Because it is difficult to untangle the protective effects of mROS from its deleterious effects, the concept of FRTA has not been widely accepted. Instead, a consensus is emerging in which the balance between mROS-induced protective pathways and cell damage-induced apoptotic pathways is somehow integrated in the mitochondria to determine the progression of aging and ultimately cell death. Here, we propose that these contrasting signals are integrated at the level of the mPTP, which largely determines the rate of aging and ultimately lifespan by the frequency and duration of pore openings.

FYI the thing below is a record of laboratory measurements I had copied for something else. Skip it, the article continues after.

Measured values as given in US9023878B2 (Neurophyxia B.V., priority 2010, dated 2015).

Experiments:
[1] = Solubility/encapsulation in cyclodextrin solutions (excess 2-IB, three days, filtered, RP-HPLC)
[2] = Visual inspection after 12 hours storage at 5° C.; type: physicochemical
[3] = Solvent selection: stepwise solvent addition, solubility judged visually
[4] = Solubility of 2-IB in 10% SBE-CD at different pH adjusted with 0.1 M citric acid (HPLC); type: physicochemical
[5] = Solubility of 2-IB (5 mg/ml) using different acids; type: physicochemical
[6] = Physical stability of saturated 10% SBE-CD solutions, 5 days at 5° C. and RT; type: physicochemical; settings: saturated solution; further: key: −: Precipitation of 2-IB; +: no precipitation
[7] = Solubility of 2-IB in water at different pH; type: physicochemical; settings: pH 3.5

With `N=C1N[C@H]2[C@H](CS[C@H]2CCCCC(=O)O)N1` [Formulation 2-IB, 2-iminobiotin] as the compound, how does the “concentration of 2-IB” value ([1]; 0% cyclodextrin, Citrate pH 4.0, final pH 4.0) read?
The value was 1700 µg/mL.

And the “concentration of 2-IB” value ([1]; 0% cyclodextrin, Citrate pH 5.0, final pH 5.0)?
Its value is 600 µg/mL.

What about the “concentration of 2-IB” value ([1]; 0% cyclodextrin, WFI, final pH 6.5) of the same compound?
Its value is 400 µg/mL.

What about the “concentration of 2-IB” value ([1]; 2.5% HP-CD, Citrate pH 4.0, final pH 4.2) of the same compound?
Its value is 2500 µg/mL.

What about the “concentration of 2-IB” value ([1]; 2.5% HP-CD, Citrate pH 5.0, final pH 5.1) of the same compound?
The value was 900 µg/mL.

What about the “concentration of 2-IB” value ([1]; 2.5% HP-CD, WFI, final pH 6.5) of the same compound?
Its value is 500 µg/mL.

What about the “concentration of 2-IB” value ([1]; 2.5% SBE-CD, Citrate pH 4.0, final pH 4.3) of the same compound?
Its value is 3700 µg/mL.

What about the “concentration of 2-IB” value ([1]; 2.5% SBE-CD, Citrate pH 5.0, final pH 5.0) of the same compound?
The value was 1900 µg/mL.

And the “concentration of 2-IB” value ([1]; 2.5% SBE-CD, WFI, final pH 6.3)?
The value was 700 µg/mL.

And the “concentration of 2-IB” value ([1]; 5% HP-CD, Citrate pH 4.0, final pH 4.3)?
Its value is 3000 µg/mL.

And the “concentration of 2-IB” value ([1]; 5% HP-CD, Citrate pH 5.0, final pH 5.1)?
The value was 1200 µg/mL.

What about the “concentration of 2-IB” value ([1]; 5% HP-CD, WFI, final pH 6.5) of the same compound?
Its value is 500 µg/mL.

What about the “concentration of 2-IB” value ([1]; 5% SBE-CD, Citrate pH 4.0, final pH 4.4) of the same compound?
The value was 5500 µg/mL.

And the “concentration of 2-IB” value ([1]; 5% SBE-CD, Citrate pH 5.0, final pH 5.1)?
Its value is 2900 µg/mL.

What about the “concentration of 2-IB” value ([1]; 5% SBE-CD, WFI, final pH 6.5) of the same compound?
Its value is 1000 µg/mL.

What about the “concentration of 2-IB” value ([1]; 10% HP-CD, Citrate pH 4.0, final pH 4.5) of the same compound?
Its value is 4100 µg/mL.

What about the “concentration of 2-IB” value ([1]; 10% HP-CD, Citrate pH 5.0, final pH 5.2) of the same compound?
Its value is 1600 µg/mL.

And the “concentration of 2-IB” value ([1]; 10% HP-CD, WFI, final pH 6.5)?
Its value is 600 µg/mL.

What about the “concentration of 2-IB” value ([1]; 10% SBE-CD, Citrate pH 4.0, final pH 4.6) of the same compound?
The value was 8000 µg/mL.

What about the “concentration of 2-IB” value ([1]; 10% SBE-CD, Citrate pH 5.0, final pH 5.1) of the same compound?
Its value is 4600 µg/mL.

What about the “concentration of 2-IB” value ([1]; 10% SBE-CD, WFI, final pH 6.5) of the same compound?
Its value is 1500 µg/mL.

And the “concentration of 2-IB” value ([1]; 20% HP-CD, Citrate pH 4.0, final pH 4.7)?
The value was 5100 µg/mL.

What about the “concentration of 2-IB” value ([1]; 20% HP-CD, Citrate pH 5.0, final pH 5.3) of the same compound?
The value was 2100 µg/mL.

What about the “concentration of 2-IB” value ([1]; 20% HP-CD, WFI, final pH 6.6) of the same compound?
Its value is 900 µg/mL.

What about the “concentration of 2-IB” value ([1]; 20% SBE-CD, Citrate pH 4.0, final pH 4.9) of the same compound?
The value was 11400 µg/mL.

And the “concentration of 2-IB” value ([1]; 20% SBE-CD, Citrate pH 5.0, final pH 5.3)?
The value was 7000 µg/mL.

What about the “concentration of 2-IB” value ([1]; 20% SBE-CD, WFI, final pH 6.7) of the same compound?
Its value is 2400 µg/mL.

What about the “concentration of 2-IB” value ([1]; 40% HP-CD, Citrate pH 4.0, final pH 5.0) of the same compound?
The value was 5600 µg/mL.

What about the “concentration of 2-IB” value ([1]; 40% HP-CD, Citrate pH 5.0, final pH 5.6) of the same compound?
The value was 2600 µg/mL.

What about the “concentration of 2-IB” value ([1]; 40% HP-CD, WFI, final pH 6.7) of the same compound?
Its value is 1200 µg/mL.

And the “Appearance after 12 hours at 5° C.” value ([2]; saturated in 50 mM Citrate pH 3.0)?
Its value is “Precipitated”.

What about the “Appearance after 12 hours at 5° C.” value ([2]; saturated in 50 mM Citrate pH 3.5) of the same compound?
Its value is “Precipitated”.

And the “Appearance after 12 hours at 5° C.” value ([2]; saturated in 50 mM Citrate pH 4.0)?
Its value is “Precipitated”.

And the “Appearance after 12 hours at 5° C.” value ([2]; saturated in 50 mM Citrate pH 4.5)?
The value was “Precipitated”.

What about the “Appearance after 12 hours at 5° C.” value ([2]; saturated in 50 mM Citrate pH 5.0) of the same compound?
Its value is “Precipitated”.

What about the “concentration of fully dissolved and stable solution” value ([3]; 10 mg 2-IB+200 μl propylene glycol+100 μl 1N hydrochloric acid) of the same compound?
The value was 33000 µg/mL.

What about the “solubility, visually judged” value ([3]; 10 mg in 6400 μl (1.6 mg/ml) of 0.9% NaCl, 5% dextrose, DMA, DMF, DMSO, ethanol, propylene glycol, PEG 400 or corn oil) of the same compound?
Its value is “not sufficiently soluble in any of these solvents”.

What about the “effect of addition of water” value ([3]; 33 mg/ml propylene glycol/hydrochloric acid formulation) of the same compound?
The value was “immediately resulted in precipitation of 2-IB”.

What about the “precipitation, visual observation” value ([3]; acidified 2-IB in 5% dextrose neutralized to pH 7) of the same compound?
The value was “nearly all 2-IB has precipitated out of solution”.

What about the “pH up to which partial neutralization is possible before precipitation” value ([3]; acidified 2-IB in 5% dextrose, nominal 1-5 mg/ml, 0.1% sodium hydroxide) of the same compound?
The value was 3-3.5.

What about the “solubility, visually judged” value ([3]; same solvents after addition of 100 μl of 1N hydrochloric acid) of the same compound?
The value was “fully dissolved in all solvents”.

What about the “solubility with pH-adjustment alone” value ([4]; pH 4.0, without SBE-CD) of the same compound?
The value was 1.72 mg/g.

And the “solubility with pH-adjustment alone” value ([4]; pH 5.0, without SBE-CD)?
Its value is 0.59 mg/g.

The hypothesis that mPTP is the driver of aging can be considered a refinement of mFRTA as it is proposed that much of the oxidative damage to the mitochondria itself results from the activation of mPTP and that most of the effects of 'mitochondrial dysfunction' and mROS on aging and lifespan are mediated through activation of the mPTP. By controlling both the depletion of cellular NAD+ and the induction of a strong DNA damage response, mPTP can drive aging and death of postmitotic cells as well as senescence in mitotic cells. Moreover, it is likely that mPTP opening also mediates mROS-driven inflammation, because the formation of the NPLR3 inflammasome appears to depend on opening of the mPTP, and chronic activation of the mPTP (by deletion of MICU1) was found to extend the pro-inflammatory response in response to injury.